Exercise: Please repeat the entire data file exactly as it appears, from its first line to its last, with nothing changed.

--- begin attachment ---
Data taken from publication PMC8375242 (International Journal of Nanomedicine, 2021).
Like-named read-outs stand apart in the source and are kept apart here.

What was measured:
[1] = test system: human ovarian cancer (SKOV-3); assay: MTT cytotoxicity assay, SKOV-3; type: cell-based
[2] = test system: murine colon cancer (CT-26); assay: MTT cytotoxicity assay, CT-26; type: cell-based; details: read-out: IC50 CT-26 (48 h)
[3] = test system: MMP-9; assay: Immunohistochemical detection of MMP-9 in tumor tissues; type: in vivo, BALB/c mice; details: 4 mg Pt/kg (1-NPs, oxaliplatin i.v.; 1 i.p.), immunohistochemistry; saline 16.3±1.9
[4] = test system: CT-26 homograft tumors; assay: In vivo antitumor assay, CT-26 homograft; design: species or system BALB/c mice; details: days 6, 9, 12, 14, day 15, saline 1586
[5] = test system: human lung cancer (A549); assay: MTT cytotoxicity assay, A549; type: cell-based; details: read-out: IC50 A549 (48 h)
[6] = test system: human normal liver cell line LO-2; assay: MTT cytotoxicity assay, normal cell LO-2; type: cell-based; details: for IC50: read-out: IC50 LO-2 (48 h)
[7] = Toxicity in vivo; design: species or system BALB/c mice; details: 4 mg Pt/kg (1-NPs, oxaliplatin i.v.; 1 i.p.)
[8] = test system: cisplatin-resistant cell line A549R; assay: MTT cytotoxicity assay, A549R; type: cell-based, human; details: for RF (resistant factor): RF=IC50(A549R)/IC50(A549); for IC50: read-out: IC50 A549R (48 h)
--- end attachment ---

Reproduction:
Data taken from publication PMC8375242 (International Journal of Nanomedicine, 2021).
Like-named read-outs stand apart in the source and are kept apart here.

What was measured:
[1] = test system: human ovarian cancer (SKOV-3); assay: MTT cytotoxicity assay, SKOV-3; type: cell-based
[2] = test system: murine colon cancer (CT-26); assay: MTT cytotoxicity assay, CT-26; type: cell-based; details: read-out: IC50 CT-26 (48 h)
[3] = test system: MMP-9; assay: Immunohistochemical detection of MMP-9 in tumor tissues; type: in vivo, BALB/c mice; details: 4 mg Pt/kg (1-NPs, oxaliplatin i.v.; 1 i.p.), immunohistochemistry; saline 16.3±1.9
[4] = test system: CT-26 homograft tumors; assay: In vivo antitumor assay, CT-26 homograft; design: species or system BALB/c mice; details: days 6, 9, 12, 14, day 15, saline 1586
[5] = test system: human lung cancer (A549); assay: MTT cytotoxicity assay, A549; type: cell-based; details: read-out: IC50 A549 (48 h)
[6] = test system: human normal liver cell line LO-2; assay: MTT cytotoxicity assay, normal cell LO-2; type: cell-based; details: for IC50: read-out: IC50 LO-2 (48 h)
[7] = Toxicity in vivo; design: species or system BALB/c mice; details: 4 mg Pt/kg (1-NPs, oxaliplatin i.v.; 1 i.p.)
[8] = test system: cisplatin-resistant cell line A549R; assay: MTT cytotoxicity assay, A549R; type: cell-based, human; details: for RF (resistant factor): RF=IC50(A549R)/IC50(A549); for IC50: read-out: IC50 A549R (48 h)